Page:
I ordered a beer and a sandwich, and for the first time in memory didn’t ask for salad instead of french fries. Licking ketchup and salt from my fingertips, I questioned my avoidance of fries for the last five years.

When I finished, Aberdeen packed the remnant sandwich bits in a box, and I headed back towards the car. I drove farther North for a few miles, saw the parking lot off to the left, and settled into one of the spots.

Without even taking off my sweatshirt, I grabbed my backpack and ploughed towards the trailhead. After about a mile, without time for breaks up the steady incline, I make it to my destination: the ruins of the Cornish Estate Mansion.

Among the toppled rubble, and the rustle of leaves and birdsong, I finally found what I’d been looking for: the blissful calm that comes with being alone.

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Some technical difficulties…

The bad news: my computer decided it was time to go last night.

The good news: I have a couple of fun posts planned for you guys once I’m back up and running, so stay tuned!

The Chickin Lickin

June, 2013 – a memory

At exit 17 on Interstate 95 North, I discover there are only two options if you need to eat. Two shops, facing one another, flanked by highway and open field.

The first is a roadside fireworks shop, doubling as a gas station and convenience store. Inside there are rows of unpacked firecrackers, sparklers, and Roman candle boxes. Candy bars and the occasional year-old case of soda are placed intermittently between the rows.

Across the way, beyond refueling trucks and some pudgy kids stretching their legs, is the second option. The clear winner, too. Gleaming red and yellow in the sunshine, it bellows “the South.”

Proudly it advertises “ World famous Chickin Lickin.”

Chickin Lickin front

Market Girl

For everyone out there who’s done the customer service schlep.

“Hm, so what do we have here,” asks the fourteenth person today.

She saunters up to the table, tray of chicken bones in hand, hips forward, sauce still dribbling down her chin. I resist the urge to politely respond “just look at the fucking sign.” I also resist pointing out the mess on her face.

“Well,” I say, making sure my saleslady smile is in place before taking a deep breath.

“Today our pie is blueberry apricot. The crust is made with butter and a bit of vegetable shortening, and we have ice cream if you’d like it a la mode.”


“Right here is our pecan bar. It’s kind of like pecan pie, but we make it with a little bit of fresh ginger, candied ginger, and bourbon.”


“These are our s’mores bars; it’s pretty much like a s’mores you’d make camping, but ours are a layer of graham cracker, chocolate, and home-made marshmallow that we torch like crème brûlée.”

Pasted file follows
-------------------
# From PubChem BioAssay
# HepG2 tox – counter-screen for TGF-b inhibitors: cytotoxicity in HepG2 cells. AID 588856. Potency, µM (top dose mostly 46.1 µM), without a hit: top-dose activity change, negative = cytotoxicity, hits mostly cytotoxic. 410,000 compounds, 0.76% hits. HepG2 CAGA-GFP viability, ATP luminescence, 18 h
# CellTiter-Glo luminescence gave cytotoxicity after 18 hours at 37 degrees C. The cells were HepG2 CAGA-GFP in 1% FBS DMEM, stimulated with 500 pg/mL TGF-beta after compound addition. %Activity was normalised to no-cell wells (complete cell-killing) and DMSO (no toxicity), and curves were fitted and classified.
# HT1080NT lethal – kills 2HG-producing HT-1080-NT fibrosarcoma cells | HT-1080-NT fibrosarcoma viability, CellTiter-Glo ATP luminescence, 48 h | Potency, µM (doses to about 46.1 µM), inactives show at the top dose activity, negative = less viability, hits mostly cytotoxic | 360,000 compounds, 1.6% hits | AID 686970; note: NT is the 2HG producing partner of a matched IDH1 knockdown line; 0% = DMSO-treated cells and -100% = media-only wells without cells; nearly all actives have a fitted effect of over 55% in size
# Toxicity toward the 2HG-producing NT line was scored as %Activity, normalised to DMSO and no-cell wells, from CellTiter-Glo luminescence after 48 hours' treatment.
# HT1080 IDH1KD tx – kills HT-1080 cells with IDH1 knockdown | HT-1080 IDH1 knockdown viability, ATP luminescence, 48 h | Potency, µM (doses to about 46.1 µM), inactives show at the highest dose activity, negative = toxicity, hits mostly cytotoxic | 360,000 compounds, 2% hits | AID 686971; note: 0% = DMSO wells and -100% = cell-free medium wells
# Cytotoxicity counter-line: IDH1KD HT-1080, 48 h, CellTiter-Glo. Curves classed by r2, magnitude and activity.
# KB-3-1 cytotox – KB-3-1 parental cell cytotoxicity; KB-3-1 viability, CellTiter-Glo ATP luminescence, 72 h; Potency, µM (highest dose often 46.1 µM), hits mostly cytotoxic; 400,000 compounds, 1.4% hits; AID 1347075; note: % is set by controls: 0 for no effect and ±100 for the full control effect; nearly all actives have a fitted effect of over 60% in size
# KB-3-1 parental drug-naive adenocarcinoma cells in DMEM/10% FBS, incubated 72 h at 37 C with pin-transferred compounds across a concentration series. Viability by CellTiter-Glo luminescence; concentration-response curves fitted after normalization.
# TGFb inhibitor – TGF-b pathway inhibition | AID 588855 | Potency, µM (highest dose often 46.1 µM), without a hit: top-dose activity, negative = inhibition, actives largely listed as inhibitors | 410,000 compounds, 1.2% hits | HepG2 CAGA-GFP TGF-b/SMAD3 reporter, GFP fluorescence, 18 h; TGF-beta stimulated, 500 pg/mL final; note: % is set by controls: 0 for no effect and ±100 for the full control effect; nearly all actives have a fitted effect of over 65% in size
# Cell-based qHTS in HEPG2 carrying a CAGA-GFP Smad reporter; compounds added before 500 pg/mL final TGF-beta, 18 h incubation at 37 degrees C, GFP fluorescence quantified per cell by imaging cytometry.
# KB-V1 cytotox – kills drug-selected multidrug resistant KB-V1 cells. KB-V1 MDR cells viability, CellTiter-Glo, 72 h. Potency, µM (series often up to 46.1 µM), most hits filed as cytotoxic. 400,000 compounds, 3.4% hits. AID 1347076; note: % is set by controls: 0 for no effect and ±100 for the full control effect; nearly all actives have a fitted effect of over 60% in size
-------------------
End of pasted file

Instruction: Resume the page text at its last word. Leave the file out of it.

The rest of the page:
“And this is our maple bacon cupcake: it’s-a-maple-cinnamon-base-with-buttercream-frsoting-a-little-sea-salt-and-a-piece-of-bacon-on-top.”

She makes a face at this last one.

“If you’ve never tried a dessert with bacon on it, I promise it’s worth the hype!” My voice is dry from my monologue. The word “hype” comes out squeaky.

She squints her eyes at me, gesturing towards a smile, but not quite committing. She ignores my attempt at eye contact, pointing at the display of desserts instead.

“Are any of these gluten-free?”

“Unfortunately not today. Sometimes the pecan bar is, but I think they have a little flour in them today.”

She touches her fingers to her lips, just now noticing the sauce. She tries to lick at it, missing.

“Hm, maybe later,” she says, eyes already drifting to the next stand . She grabs one of my napkins on her way into the crowd, dabbing at her dribbles.

I take a chug from my Nalgene as another guy makes eye contact, bellying up to the table.

“So!” he says cheerily, wiping crumbs from his mouth directly into my desserts. “Tell me what I’m looking at!”


Kid – Summer 2010

I wake up before Amanda does, when the sun starts warming the room through the thick plaster walls and the dogs start barking in the field behind our rented room. I don’t want to wake her, but the wooden table we’re using as a bed creaks as I try reaching for my journal. I roll quickly out of the mosquito netting, settling on the floor, away from the walls, just in case any spiders are still lurking in the shadows from nighttime.

My journal has become my friend these last couple months. The first week in the country was a whirlwind spent travelling from Delhi, to Gwalior, to Shivpuri. After that we went through so many small towns I couldn’t keep track. I wrote silly things in that first week, about how excited I was, about how new and “interesting” everything was. Mostly Amanda and I were just overwhelmed.